Report on Westshore Council of Governments Meeting of Wednesday, May 14

This report, which contains observations and selected highlights of a meeting of the WCOG, is not an official statement of the LWV.  Official minutes are prepared by Mayor Patton's office and posted on Fairview Park's website.

Present: Mayors Patton (Fairview Park), Bobst (Rocky River), Sutherland (Bay Village), Clough (Westlake) and Summers (Lakewood).

Also in attendance: Dave Greenspan, District 1 Representative, Cuyahoga County Council; Fiscal Officer Steve Presley; Rob Berner, Fairview Park Director of Public Service & Development

Announcements

Mayor Patton announced that WCOG minutes are now available on Fairview Park's website [under Mayor's Office].  Fire District Joint Implementation Committee minutes will also be posted.

Brandy Carney, Cuyahoga Emergency Communications System Manager, contacted Mayor Bobst about a possible Public Safety Answering Point (PSAP) pilot in Rocky River.  Mayor Bobst suggested a Westcom pilot serving Bay Village, Fairview Park, Rocky River, and Westlake would be more appropriate.  A meeting with the four mayors and their fire and police chiefs is tentatively set for June 3.

Commission Reports

RTA:  Mayor Clough noted that evaluations are due May 20.  Mass transit funding was discussed.  Passengers cover only 25% of the cost.  Other sources include sales tax, the State of Ohio, and the Federal Transportation Act.  The federal gas tax has remained $0.17 per gallon since 1992.

NOACA:  [Per the last WCOG meeting, the five counties -- Lake, Geauga, Medina, Lorain, and Cuyahoga -- have $20 billion in infrastructure repair projects.  NOACA has $44 million to distribute.]  Mayor Summers discussed the conflict between dividing funding among the five counties equally ("fair share") vs. addressing greatest need ("fix it first").  NOACA Executive Director Grace Gallucci did a "great job" of presenting the options, and "fix it first" prevailed.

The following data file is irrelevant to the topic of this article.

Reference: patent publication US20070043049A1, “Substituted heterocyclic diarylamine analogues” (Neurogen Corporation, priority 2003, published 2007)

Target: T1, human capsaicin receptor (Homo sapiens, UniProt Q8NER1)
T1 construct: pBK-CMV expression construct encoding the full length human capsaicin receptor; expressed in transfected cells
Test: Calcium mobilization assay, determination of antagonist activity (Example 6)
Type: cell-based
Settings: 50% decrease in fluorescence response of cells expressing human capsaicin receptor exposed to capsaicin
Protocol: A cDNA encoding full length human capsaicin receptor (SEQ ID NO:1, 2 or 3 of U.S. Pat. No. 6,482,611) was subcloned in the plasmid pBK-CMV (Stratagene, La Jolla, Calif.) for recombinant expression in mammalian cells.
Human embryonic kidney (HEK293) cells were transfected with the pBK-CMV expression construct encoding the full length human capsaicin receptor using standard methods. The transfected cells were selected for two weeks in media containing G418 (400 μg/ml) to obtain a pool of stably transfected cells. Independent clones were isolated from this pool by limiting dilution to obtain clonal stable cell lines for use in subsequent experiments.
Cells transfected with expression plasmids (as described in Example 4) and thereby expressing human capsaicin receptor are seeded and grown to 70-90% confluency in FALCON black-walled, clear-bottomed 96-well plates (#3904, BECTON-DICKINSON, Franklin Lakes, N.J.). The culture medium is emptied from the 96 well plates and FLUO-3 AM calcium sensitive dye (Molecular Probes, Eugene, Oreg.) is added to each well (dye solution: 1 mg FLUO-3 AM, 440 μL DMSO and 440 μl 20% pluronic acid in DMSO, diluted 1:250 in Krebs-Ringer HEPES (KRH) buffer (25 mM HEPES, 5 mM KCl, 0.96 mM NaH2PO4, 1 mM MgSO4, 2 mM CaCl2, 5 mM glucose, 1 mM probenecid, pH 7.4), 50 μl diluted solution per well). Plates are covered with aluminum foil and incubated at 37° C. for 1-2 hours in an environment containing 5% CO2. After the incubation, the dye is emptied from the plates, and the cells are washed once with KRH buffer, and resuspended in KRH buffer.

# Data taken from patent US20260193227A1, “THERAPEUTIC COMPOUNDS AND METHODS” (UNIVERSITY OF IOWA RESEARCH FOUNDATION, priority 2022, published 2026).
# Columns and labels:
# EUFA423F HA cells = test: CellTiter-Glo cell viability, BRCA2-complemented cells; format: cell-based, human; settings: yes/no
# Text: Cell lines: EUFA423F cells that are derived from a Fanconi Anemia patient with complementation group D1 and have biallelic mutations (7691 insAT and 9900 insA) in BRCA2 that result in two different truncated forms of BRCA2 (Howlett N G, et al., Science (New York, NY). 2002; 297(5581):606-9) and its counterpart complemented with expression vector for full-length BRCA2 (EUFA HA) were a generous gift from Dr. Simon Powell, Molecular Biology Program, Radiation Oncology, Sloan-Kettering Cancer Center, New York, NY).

Including GCRTA and the Port Authority, Cuyahoga County holds 23 of the 45 Board seats.  Mayor Summers discussed the need for a cohesive county caucus led by the County Executive.  To maintain their majority, Board members must attend meetings or send their seconds.  The issues are complex, so seconds need to stay informed.  Mayor Bobst is Mayor Sutherland's second and noted that Mayor Sutherland both attends regularly and keeps her well informed.

Land Bank:  In June, Cuyahoga County will hold the first hearing on a $50 million fund to demolish abandoned houses.  Fire departments may be offered training opportunities when houses are demolished.

County Planning Commission:  Mayor Patton was unable to attend the last meeting, but stated that the planning commission wants to be more active in local projects and encouraged the mayors to contact it early in the planning process.  Mayor Summers noted that the Commission is facilitating Lakewood's Active Living/Recreation Task Force [whose kickoff meeting is May 20].

Funding for local infrastructure projects from DOPWIC, the state public works program, was discussed.  DOPWIC wants to ensure that water and sewer infrastructure be evaluated and repaired as needed as part of all road resurfacing projects but Cleveland opposes the requirement.  Mayor Sutherland noted that the suburbs need help with sewers, whereas Cleveland is more focused on simple resurfacing.  Mayor Clough stated that is because Cleveland wants to force cities to join their water line maintenance program.

Cuyahoga County Mayors & Managers Association:  Mayor Sutherland was unable to attend the last meeting.  A trip to Columbus is planned for May 28.

Mayor Bobst discussed the impact of Governmental Accounting Standards Board (GASB) Statement 68, which covers accounting for pensions.  Pension liability must be disclosed as part of the bond rating process, and pensions are more heavily weighted than in the past.  Also, state economic prospects and state funding cuts for municipalities are weighted in the bond rating process, and PERS, fire, and police pensions are underfunded at the state level.  Lakewood and Rocky River were recently audited as part of a test of the new standards.  Of the over 200 Ohio municipalities involved, only Rocky River and Lakewood maintained their bond ratings.

Old Business

FirstAid4Autism:  Fairview Park hosted training on May 12 to which WCOG cities were invited.  Attendance was light, but attendees said the training was excellent.